“The common good is chiefly guaranteed when personal rights and duties are maintained. The chief concern of civil authorities must therefore be to ensure that these rights are acknowledged, respected, coordinated with other rights, defended and promoted, so that in this way each one may more easily carry out his duties. For "to safeguard the inviolable rights of the human person, and to facilitate the fulfillment of his duties, should be the chief duty of every public authority." (#60)

Beginning our discussion of the rights of man, we see that every person has the right to life, to bodily integrity, and to the means which are suitable for the proper development of life; these are primarily food, clothing, shelter, rest, medical care, and finally the necessary social services. Therefore a human being also has the right to security in cases of sickness, inability to work, widowhood, old age, unemployment, or in any other case in which one is deprived of the means of subsistence through no fault of one's own. (#11)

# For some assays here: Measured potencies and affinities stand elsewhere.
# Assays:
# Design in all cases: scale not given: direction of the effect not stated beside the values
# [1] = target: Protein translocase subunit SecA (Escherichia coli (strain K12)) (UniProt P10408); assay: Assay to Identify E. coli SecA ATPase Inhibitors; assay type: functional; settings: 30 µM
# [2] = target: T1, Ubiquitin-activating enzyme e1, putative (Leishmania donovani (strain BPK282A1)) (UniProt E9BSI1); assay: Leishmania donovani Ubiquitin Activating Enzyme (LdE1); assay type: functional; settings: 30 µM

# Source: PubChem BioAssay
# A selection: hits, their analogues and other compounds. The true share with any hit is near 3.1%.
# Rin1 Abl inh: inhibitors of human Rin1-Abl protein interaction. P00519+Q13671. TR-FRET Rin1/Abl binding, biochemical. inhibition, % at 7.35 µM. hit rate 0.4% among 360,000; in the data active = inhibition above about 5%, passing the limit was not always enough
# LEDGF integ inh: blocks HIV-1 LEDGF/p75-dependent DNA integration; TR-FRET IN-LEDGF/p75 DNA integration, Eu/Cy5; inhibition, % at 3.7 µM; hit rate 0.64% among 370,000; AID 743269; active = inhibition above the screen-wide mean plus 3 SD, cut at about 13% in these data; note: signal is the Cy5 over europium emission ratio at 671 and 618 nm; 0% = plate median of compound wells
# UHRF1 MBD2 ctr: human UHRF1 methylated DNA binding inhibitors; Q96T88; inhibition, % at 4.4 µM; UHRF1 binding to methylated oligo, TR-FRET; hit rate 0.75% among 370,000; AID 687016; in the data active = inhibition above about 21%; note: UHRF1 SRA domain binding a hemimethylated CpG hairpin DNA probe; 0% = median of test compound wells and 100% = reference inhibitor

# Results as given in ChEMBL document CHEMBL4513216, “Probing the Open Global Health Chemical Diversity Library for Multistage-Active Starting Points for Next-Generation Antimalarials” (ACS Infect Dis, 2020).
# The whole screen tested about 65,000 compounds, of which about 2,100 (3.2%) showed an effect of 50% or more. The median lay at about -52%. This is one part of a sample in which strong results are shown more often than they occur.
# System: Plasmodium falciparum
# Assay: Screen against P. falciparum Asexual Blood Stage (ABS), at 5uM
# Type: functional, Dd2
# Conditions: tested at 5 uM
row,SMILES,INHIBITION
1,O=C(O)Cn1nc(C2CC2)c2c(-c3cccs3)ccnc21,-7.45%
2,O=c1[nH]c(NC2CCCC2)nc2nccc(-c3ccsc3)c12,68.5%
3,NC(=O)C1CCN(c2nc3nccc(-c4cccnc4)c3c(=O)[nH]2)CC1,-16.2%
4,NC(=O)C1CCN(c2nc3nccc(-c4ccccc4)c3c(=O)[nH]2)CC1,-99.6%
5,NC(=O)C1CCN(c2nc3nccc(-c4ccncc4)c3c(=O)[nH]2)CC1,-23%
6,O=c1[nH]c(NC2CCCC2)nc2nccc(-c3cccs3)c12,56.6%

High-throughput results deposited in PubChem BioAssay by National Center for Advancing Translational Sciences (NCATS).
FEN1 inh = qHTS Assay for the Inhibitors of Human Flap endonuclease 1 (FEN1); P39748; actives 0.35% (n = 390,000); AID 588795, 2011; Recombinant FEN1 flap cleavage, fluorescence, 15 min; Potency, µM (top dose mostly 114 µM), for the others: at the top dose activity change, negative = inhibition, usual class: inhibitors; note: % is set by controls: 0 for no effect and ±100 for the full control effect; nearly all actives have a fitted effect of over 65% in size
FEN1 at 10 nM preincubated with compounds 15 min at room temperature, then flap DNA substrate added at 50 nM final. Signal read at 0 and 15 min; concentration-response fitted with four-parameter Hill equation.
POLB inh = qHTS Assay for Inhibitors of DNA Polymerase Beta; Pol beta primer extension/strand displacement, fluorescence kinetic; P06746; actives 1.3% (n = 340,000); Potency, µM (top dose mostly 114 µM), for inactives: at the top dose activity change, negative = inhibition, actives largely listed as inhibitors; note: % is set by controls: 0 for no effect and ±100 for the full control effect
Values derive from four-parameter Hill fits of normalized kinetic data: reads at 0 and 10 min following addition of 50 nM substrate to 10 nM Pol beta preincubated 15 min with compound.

Any human society, if it is to be well-ordered and productive, must lay down as a foundation this principle, namely, that every human being is a person; that is, human nature is endowed with intelligence and free will. Indeed, precisely because one is a person one has rights and obligations flowing directly and simultaneously from one's very nature. And as these rights and obligations are universal and inviolable, so they cannot in any way be surrendered. (#8-10)